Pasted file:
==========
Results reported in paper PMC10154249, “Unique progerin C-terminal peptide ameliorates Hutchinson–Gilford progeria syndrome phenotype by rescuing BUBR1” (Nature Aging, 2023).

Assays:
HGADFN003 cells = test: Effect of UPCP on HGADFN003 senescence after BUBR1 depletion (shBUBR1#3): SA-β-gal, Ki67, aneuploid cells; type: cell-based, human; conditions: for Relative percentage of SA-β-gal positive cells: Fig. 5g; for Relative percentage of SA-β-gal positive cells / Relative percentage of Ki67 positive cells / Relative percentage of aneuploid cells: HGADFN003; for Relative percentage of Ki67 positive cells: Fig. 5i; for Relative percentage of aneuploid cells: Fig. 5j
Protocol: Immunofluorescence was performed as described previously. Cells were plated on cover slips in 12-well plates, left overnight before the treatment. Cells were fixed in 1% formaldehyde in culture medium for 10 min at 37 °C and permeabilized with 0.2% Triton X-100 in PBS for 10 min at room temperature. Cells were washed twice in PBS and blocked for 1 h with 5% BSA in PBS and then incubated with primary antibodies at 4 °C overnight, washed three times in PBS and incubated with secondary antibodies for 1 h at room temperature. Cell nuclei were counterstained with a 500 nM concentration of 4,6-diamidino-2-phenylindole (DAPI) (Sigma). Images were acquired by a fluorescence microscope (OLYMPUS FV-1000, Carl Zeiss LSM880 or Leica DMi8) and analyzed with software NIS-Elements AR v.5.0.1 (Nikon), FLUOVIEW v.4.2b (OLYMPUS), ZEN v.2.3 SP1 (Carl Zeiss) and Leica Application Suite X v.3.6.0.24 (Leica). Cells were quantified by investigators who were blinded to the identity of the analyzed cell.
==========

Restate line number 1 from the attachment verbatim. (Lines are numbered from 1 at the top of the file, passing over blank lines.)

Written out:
Results reported in paper PMC10154249, “Unique progerin C-terminal peptide ameliorates Hutchinson–Gilford progeria syndrome phenotype by rescuing BUBR1” (Nature Aging, 2023).